Stepping out and stepping up the courage

As I wrote last week, July is about me moving out of the fearful, home-focussed me – actually it’s been more “home-captive” – into the normal me, who is out and about and seeing life. 

This long weekend (my weekend includes a Friday) has been a great start.  I am still a bit nervous, I have to admit, but I am pushing myself ever so slightly and hopefully I am taking enough precautions to not contract coronavirus, whilst also working on reducing the fear that will only become less helpful as time goes on.  So far the adventures have, as predicted, been small yet memorable, but there have been quite a few.  

I started with a long walk with one of the offspring in Wyre Forest park, which is about 45 minutes drive from home.  I have not been that far away from home since the start of March, never mind about driving there myself. We treated ourselves to coffee and cake from the takeaway café at the end of a good march around the forest in the rain.  The first food I have eaten out of my house/garden since 15th March.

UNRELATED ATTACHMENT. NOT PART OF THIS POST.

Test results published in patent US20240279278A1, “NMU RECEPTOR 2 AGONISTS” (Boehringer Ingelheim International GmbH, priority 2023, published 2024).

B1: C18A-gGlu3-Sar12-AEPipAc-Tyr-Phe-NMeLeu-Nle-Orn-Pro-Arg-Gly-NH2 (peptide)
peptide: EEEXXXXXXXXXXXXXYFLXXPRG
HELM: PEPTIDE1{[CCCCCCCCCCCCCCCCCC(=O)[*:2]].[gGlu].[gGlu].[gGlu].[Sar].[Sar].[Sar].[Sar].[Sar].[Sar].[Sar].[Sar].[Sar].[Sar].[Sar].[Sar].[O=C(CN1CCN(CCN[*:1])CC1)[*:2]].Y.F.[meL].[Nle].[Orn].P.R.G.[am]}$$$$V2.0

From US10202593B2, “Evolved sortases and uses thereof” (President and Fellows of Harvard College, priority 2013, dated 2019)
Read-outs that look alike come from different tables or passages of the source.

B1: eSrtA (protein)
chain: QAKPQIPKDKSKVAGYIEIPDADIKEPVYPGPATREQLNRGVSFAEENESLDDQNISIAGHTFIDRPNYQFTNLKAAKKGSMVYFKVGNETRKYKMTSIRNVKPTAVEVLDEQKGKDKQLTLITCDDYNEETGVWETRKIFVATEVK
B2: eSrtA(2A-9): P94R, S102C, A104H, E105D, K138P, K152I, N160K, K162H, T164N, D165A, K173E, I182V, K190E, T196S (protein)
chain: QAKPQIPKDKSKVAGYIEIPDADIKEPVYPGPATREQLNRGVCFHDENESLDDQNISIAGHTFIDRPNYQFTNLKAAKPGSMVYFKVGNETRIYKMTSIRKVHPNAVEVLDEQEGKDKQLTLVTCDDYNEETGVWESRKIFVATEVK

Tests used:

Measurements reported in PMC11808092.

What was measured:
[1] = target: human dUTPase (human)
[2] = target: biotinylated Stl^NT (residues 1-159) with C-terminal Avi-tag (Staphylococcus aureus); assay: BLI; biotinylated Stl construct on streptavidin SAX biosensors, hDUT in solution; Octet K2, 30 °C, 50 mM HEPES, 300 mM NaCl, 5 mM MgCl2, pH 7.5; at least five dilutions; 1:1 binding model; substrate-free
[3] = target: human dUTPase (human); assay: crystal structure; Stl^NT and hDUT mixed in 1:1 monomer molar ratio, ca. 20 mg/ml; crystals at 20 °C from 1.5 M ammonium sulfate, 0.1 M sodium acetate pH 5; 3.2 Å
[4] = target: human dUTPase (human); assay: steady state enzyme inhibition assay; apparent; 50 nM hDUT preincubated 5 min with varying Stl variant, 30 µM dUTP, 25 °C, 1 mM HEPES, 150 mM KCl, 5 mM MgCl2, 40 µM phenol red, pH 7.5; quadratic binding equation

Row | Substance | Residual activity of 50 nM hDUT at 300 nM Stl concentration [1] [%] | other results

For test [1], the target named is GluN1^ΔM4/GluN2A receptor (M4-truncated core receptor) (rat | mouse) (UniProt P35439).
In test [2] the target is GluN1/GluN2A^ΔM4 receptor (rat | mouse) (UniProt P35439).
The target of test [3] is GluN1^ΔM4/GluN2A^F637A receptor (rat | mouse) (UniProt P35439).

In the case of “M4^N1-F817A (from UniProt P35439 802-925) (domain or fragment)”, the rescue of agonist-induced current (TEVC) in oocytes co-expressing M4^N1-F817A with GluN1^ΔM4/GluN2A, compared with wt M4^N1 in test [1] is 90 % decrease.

Saturday was a huge step as we decided to go back to our favourite café in the village to give them a bit of support on what they admitted was a nerve-wracking day of reopening.  It was just coffee, we were there as a family, supporting each other.  There was a grand total of 9 other people in the place, including all the staff and everyone was very well spaced out. It was lovely to be back, but it was far from normal.  

I have seen friends and family as well – but all outside, either in our garden or on a walk with our excited dogs happy to be out with more humans and a variety of dog treats – my dog claims everyone else’s treats are better than his own.

Possibly the high point of the weekend was an impromptu coffee and croissant early yesterday morning on our now traditional early Sunday morning walk.  The café was open, and it was a delightful interlude in our usual routine, and empty cafes seem like a good way to build up courage and some mental resilience.